The Five Best Concerts In Houston This Week: Jimbo Mathus, The Who, Scott Weiland, etc.
Photo by Sully Sullivan/Atlantic Records
NEEDTOBREATHE Bayou Music Center, April 28
Without a whole lot of fanfare, South Carolina's NEEDTOBREATHE is probably the first band since Switchfoot to fully cross over from contemporary Christian music into the mainstream; beyond even that, they've become one of the biggest rock groups of the 21st century, period. Since their debut, 2006's Daylight, the group steered by brothers Bear and Bryant Rinehart has watched the audience for their acoustic-driven anthems and positive messages swell, winning accolades aplenty and courting secular fans by touring with Collective Soul and even Taylor Swift. Last year's fifth studio LP, the soulful and uplifting Rivers In the Wasteland, went on to become their most successful to date; earlier this month, the band released the companion album Live From the Woods.
Jimbo Mathus Under the Volcano, April 29
Once part of the popular '90s "swing revival" group Squirrel Nut Zippers Jimbo Mathus has also knocked around the Memphis punk scene, appeared on a couple of Andrew Bird records and cut an album of Charley Patton songs to benefit the Mississippi country-blues progenitor's daughter Rosetta, supposedly once his childhood nanny. Now based back in his home state of Mississippi, Mathus has taken everything he's absorbed and channeled it into recent albums Confederate Buddha, White Buffalo and now the brand-new Blue Healer, which revels in ragged garage-rock, Southern country-soul and the tortured tone-poems of Tom Waits.
TicketsSat., Mar. 25, 9:00pm
Jeezy - The Trap or Die Tour
TicketsSun., Mar. 26, 7:00pm
Monster Energy Outbreak Presents: 21 Savage - Issa Tour
TicketsFri., Mar. 31, 7:00pm
The Last Waltz 40 Tour: A Celebration Of The 40th Anniversary
TicketsFri., Mar. 31, 8:00pm
April Fools In Flannel - 90's Grunge Night
TicketsSat., Apr. 1, 7:00pm
Scott Weiland & the Wildabouts Warehouse Live, April 29 (free show)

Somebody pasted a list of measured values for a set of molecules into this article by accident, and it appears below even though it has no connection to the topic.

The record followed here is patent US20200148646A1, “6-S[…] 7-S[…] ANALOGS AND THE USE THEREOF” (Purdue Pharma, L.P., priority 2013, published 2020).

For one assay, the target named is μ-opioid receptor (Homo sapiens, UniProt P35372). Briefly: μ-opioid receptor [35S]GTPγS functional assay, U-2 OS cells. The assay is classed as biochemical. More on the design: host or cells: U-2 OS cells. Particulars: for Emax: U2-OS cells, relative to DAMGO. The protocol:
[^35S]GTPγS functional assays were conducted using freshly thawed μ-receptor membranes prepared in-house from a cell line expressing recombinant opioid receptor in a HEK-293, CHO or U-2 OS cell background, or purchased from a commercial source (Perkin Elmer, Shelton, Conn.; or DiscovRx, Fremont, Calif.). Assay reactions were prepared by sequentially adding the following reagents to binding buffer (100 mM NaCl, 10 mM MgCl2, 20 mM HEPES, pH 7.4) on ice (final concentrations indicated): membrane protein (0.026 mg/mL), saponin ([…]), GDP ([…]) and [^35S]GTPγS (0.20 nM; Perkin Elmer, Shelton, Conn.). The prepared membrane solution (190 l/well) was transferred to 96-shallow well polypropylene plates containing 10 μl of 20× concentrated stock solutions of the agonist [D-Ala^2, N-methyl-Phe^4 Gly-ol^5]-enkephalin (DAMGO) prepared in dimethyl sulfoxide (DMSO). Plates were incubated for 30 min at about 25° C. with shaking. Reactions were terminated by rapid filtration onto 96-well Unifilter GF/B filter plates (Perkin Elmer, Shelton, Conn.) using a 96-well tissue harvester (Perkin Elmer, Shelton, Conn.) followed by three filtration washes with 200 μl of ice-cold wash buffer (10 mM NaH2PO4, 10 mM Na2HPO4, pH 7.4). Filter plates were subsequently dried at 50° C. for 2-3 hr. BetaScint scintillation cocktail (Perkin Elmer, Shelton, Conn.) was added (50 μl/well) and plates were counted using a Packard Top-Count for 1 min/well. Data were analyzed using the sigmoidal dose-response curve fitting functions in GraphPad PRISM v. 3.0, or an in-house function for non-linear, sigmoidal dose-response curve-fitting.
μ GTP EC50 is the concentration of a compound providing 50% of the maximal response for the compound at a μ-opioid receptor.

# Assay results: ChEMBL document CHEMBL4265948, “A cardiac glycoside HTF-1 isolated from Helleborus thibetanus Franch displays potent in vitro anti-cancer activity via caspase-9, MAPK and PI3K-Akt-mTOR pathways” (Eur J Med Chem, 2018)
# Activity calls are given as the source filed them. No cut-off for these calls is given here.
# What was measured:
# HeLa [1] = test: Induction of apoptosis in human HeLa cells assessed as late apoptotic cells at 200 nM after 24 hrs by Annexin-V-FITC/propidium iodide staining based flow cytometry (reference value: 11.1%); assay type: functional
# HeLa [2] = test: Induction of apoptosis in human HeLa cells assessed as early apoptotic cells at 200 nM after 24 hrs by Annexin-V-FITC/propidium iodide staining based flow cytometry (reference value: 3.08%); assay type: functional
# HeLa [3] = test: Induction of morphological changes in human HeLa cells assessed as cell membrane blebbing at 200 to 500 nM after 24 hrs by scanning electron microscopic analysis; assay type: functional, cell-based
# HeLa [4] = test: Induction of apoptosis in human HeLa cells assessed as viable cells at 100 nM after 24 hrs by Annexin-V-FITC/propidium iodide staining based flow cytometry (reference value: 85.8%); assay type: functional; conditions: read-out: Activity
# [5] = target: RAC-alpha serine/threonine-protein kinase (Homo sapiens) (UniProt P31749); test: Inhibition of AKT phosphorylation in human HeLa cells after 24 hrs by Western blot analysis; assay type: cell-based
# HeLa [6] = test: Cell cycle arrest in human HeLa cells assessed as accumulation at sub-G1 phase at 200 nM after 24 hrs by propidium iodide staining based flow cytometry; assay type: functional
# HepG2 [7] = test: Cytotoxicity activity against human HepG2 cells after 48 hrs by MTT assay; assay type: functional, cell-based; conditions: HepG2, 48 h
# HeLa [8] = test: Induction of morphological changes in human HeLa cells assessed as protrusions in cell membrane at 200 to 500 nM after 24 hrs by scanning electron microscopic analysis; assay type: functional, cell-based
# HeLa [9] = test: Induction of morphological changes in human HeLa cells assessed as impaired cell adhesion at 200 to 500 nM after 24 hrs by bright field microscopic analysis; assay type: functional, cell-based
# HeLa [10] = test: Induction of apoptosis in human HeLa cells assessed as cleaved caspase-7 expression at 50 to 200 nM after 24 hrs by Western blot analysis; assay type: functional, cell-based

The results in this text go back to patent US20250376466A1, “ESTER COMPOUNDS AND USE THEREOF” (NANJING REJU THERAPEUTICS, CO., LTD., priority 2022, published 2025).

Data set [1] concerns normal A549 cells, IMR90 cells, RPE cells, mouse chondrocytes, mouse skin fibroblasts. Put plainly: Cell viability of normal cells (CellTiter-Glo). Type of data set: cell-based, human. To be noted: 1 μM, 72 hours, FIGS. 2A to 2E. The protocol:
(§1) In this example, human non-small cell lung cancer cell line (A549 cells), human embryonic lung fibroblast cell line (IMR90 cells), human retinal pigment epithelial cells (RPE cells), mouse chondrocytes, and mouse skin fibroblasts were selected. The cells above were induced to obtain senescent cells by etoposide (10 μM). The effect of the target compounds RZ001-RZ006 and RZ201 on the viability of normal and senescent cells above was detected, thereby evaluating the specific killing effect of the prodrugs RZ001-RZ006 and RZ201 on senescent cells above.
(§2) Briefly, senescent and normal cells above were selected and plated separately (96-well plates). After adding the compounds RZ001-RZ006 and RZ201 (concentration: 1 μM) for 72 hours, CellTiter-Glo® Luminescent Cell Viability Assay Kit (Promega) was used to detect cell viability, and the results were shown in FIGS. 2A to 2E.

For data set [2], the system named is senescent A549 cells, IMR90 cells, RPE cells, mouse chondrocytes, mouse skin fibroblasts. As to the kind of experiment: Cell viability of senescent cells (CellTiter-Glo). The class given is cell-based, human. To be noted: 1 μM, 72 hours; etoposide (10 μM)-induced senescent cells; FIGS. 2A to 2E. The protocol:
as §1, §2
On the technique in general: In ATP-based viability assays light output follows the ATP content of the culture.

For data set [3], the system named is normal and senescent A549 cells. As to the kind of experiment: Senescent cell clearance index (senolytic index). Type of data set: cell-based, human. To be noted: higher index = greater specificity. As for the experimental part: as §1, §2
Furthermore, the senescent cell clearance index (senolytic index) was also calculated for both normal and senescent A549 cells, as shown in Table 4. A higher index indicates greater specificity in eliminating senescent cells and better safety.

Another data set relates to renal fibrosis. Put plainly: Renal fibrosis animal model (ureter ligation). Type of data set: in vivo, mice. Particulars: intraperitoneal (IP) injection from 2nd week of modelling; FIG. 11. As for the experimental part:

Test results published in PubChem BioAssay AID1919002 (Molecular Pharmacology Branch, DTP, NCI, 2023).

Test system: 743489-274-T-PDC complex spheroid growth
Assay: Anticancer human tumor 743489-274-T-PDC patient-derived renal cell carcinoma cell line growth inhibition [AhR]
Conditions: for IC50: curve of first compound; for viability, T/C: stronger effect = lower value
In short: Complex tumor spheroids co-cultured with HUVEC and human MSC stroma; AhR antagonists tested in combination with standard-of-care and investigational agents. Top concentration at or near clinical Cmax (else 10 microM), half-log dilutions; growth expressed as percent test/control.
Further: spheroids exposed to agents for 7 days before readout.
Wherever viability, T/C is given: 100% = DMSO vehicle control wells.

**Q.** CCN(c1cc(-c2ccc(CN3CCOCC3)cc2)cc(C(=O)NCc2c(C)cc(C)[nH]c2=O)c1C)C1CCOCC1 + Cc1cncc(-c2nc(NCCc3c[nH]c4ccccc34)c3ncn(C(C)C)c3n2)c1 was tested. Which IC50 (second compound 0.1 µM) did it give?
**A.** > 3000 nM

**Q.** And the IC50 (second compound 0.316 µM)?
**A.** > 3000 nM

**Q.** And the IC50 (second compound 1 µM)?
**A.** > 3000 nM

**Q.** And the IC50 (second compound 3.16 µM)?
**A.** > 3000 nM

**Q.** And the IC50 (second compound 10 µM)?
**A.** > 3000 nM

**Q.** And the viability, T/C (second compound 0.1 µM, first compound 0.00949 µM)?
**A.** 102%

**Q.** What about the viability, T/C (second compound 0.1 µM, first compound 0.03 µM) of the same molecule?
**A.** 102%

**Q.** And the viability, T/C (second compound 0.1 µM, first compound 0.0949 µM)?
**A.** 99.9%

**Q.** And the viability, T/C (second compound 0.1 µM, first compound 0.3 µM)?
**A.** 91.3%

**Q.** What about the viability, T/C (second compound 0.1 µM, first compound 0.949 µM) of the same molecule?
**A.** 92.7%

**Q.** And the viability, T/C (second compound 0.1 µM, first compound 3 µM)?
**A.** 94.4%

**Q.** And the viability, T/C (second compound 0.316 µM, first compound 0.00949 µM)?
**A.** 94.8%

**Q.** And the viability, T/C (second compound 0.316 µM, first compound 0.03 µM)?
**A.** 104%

Scott Weiland is the modern-rock equivalent of a stubborn penny: he just keeps turning up. Critics may have turned a cold shoulder to his latest band the Wildabouts' new album, Blaster, but the singer's life is seldom dull. Last month his sullen behavior at a Boston meet-and-greet led to a Facebook apology shortly thereafter; he's also been feuding in the media with Filter's Richard Patrick and dealing with the March 30 death of Wildabouts guitarist Jeremy Brown.
Nevertheless, all those Stone Temple Pilots songs (and maybe a few by Velvet Revolver) have really left an impression on fans. So much so that Weiland also seems to have a knack for inspiring impersonators whose behavior sometimes mirrors their idol's; "Related Headlines" on the same page as the above Rolling Stone article include "Fake Scott Weiland Poses as Singer After Drug Arrest" and "Scott Weiland Imposter Played In an STP Tribute Band." He must really be trying to make nice, because Wednesday's show at Warehouse Live is 100 percent free.
More shows on the next page.
Photo by Rick Diamond/Courtesy of MSO PR
The Who Toyota Center, April 29
Only a handful of other bands can touch The Who in terms of catalogue or influence, and their overarching message -- see me, feel me -- has long since come to embody rock and roll itself. Born of London's style-obsessed mod culture in the mid-1960s, the early Who had the audacity to speak up for their generation and found the role of rock prophets came so naturally to them they took it all the way to the realm of opera, where with Tommy and (to a lesser extent) Quadrophenia they really started rewriting the rules.
The latter-day Who is diminished in terms of personnel (RIP Keith Moon and the Ox) and physical prowess (no more windmills from Pete Townshend), but that matters little in the face of the kind of goosebumps they're still able to raise with the epic chords of "Baba O'Riley" or Roger Daltrey's earth-shattering scream on "Won't Get Fooled Again." With Joan Jett & the Blackhearts.
Walk the Moon House of Blues, April 30
Cincinnati's Walk the Moon have so much '80s in them that if Netflix ever wants to do an original series styled after the John Hughes oeuvre, this is the band to do the soundtrack. Alongside other contemporary retro-revivalists like Neon Trees, the Killers and Bad Suns, the quartet has helped modern-rock radio programmers shake their post-grunge blues while increasingly drawing attention from Top 40 stations; after two albums and near-misses with "Anna Sun" and "Tightrope," they finally broke into the Top 10 earlier this year with the inescapable "Shut Up and Dance." Walk the Moon is also fond of covering Talking Heads in concert, so listen for "Burning Down the House" or "Naive Melody." With the Griswolds.
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